|Madonna and Child with St John and Angels|
|Medium||Tempera on panel|
|Dimensions||105 cm × 76 cm (41 in × 30 in)|
|Location||National Gallery, London|
The Madonna and Child with St John and Angels (c. 1497), also known as The Manchester Madonna, is an unfinished painting attributed to Michelangelo in the National Gallery, London. It is one of three surviving panel paintings attributed to the artist and is dated to his first period in Rome. Attribution of the painting to Michelangelo was in doubt for much of the nineteenth and twentieth centuries, but now most scholars are in agreement. The work first came to public attention in the Art Treasures Exhibition in Manchester in 1857, hence the title the “Manchester Madonna”.
Like other Renaissance paintings of the Madonna and Child that include John the Baptist, the subject arises from a non-Biblical tradition that Virgin Mary and the Child Jesus met Christ's cousin St John the Baptist, on the Holy Family's Flight into Egypt. The Virgin is depicted with one breast bared, as if she has recently been suckling her infant son; this recalls the theme of the Virgin breastfeeding common in medieval painting. In her hands is a book (traditionally Isaiah chapt. 53) which she attempts to hold away from her son, the contents of which probably foretell his future sacrifice and his taking over himself the evil of the world. She looks over her left shoulder onto a scroll being read by a pair of angels; this is likely to be the scroll reading Ecce Agnus Dei ('Behold the Lamb of God'), usually an attribute of John the Baptist.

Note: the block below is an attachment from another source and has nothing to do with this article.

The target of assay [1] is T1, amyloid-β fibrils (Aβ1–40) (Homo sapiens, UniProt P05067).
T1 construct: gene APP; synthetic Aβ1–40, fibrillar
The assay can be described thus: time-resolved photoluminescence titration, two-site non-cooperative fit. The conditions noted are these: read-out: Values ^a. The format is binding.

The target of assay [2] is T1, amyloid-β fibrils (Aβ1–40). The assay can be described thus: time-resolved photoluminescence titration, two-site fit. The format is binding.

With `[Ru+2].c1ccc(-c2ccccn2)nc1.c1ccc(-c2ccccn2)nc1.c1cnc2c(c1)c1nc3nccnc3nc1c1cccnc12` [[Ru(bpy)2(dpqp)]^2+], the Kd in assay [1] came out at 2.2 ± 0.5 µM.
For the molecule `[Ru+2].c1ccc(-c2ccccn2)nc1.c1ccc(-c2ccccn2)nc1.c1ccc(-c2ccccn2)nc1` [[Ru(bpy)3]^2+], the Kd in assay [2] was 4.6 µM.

The figures are arranged as if in a frieze, revealing Michelangelo's sculptor's mindset. The frieze becomes more convex at its centre with the figures of Virgin and Child, as in the later Pitti Tondo. Another similarity to relief sculpture is in the plain background: rather than the landscapes more common for exterior settings, Michelangelo has simply painted an expanse of sky. He also eschewed the richly decorated throne typical of sacra conversazione altarpieces, and de-emphasised the angels' wings.
Many areas of the painting are in a preliminary state; the black of the Virgin's robe was meant to be overpainted with the rich blue pigment lapis lazuli, and the angels on the left are indicated only by the green underpaint used for flesh tones in a kind of non-finito.
The completed angel nearest the Virgin is noted as being similar to a sketch the young Michelangelo made while he was apprenticed to Domenico Ghirlandaio.